Bipartisan Legislation Would Repeal TRICARE Select Enrollment Fee for Some Retirees

Bipartisan Legislation Would Repeal TRICARE Select Enrollment Fee for Some Retirees
Glow Images via Getty Images

A bipartisan bill would provide a partial fix for the new TRICARE Select enrollment fee, which took effect Jan. 1. 


The TRICARE Select Restoration Act (S.625), introduced by Sens. Jon Tester (D-Mont.) and Lisa Murkowski (R-Alaska), protects the military retiree health care benefit by eliminating the TRICARE Select enrollment fee for those who retired prior to 2018 and their dependents.


MOAA appreciates the efforts of both senators and supports this partial fix for the TRICARE Select enrollment fee.


[TAKE ACTION: Ask Your Senators to Support S. 625]


“MOAA fought the new TRICARE Select enrollment fee years ago when it was proposed as part of military health system reform, because it fundamentally devalues the benefit and reduces health care protections for military retirees,” said MOAA President and CEO Lt. Gen. Dana T. Atkins, USAF (Ret). “We appreciate Sen. Tester and Sen. Murkowski’s efforts to eliminate the enrollment fee and reinstate full health care protections for those who retired before 2018. We thank Sen. Tester and Sen. Murkowski for taking this step to reverse the unacceptable move of cutting TRICARE benefits after servicemembers have fulfilled the obligations of a full career.”


The new TRICARE Select enrollment fee was passed into law with the FY 2017 National Defense Authorization Act (NDAA) as part of a package of military health system (MHS) reforms.  It went into effect Jan. 1, 2021, and has led to a significant number of retirees and their families being disenrolled from TRICARE coverage for failure to pay the fee. Disenrolled families have until the end of June to request reinstatement of TRICARE coverage.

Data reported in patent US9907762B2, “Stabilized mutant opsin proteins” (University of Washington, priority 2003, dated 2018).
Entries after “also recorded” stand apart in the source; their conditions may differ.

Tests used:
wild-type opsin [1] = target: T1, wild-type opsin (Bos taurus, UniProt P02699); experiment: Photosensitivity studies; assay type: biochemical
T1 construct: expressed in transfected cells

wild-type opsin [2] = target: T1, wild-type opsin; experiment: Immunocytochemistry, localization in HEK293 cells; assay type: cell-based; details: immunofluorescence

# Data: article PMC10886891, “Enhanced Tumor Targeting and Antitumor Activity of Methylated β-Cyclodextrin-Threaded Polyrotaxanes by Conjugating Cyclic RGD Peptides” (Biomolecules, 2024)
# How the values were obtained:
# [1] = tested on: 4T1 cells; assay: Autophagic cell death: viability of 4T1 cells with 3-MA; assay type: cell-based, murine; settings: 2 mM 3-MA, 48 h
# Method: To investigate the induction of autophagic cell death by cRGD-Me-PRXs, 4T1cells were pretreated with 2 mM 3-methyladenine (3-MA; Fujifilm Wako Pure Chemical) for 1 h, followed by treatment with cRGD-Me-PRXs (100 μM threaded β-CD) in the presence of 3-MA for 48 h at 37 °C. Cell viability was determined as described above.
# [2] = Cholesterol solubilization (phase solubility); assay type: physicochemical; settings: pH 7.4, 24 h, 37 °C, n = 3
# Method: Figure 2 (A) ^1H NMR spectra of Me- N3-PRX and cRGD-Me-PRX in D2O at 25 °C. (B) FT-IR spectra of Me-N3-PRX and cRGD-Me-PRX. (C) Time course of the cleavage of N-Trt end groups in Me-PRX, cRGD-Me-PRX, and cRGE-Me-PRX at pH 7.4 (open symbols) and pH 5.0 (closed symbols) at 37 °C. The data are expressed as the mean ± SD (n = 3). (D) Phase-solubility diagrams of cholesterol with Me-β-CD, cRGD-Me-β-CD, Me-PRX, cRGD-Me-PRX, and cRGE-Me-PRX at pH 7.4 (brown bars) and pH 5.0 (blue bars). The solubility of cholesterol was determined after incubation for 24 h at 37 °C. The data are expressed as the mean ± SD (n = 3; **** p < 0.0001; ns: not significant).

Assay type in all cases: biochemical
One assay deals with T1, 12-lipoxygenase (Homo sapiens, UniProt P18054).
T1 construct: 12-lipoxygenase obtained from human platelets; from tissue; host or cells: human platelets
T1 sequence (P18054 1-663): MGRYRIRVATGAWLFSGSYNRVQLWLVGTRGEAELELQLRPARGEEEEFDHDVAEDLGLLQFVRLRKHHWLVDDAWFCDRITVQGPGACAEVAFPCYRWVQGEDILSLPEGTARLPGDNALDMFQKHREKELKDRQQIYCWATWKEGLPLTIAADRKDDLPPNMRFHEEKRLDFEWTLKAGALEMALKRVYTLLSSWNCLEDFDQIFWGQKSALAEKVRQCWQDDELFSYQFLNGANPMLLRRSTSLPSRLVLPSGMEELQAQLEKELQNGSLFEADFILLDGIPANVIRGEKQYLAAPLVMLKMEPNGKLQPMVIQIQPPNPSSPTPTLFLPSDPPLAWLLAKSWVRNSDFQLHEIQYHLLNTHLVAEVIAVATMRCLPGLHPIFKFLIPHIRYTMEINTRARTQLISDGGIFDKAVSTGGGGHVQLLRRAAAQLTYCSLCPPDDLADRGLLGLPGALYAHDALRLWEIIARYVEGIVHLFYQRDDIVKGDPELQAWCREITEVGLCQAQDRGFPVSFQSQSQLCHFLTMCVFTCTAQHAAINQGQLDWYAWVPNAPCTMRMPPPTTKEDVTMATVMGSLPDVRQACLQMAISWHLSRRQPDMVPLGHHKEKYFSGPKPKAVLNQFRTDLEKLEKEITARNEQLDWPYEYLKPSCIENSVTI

During the FY 2017 NDAA process, MOAA opposed the Select enrollment fee and successfully fought for current servicemembers and retirees to be grandfathered into lower fees -- $150 individual/$300 family for grandfathered retirees, instead of $450 individual/$900 family for retirees who enter service on or after Jan 1, 2018.


The S.625 bill language repeals the Select enrollment fee only for those who retired before 2018 – a partial fix. MOAA still advocates for a full fix repealing the fee for all Group A beneficiaries (whose sponsors entered service before 2018), but this partial fix has a lower cost associated with it and a high likelihood of passage.


[RELATED: MOAA’s 2020-21 TRICARE Guide]


In a press release, the bill’s sponsors explained the importance of this legislation.


"No military retiree should ever be at risk of losing their health care coverage -- especially during a global pandemic," said Tester. "Our bipartisan bill will ensure that retired veterans aren't burdened by costly enrollment fees that put themselves and their family's health care in jeopardy. This legislation is a critical step in supporting more folks during these tough times, and I'll keep fighting until every man and woman who has selflessly served our nation has access to affordable, high-quality care."


Murkowski said the fees came as a surprise to many of her constituents, and she was “glad to join Senator Tester in support of legislation to eliminate unnecessary annual enrollment fees for certain retired veterans and reduce those fees for individuals and families.”


COVID-19 has had significant impacts on America's veterans and their families,” Murkowski added. “We must guarantee their hard-earned medical benefits are protected throughout this public health crisis, and beyond."


Please contact your senators and ask them to co-sponsor this important bill.


Sponsored Content: Does a TRICARE Supplement Fit Your Family?

There are different types of TRICARE supplement insurance plans designed for military families under age 65. Which plan is best for you?

Learn More

About the Author

Karen Ruedisueli
Karen Ruedisueli

Ruedisueli is MOAA’s Director of Government Relations for Health Affairs and also serves as co-chair of The Military Coalition’s (TMC) Health Care Committee. She spent six years with the National Military Family Association, advocating for families of the uniformed services with a focus on health care and military caregivers.